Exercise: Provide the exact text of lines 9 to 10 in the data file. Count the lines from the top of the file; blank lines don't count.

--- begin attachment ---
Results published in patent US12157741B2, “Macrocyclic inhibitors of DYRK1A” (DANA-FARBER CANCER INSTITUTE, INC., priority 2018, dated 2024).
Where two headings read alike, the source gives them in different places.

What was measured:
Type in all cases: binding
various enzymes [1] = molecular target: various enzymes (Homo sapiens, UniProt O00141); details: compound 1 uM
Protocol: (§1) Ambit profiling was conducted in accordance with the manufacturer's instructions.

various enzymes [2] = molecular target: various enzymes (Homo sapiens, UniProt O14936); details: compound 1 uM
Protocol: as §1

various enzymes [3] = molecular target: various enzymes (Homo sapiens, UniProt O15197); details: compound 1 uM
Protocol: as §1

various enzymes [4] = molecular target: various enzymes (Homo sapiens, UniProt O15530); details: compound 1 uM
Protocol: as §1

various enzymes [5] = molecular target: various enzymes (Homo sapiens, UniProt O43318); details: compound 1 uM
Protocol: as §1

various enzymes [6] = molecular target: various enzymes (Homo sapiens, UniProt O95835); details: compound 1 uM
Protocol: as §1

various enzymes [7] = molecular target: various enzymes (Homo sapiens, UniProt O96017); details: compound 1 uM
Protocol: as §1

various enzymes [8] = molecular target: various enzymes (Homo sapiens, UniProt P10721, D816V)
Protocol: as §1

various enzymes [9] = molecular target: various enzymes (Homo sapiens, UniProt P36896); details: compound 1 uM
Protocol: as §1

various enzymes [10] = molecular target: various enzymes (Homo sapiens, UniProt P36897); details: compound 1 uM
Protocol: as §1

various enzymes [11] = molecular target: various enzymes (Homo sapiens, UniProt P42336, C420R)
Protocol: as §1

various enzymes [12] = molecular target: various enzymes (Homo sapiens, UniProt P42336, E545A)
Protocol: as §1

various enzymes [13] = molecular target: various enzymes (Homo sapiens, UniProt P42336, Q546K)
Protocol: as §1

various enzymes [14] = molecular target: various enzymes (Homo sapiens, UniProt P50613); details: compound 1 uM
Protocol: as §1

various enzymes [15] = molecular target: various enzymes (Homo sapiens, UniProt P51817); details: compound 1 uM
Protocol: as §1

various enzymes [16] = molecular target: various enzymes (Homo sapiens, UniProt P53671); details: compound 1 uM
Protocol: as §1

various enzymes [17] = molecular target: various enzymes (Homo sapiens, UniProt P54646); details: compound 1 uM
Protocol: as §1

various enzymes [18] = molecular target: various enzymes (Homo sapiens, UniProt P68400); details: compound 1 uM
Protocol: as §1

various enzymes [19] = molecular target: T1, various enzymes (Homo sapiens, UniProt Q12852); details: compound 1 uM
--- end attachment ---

various enzymes [3] = molecular target: various enzymes (Homo sapiens, UniProt O15197); details: compound 1 uM
Protocol: as §1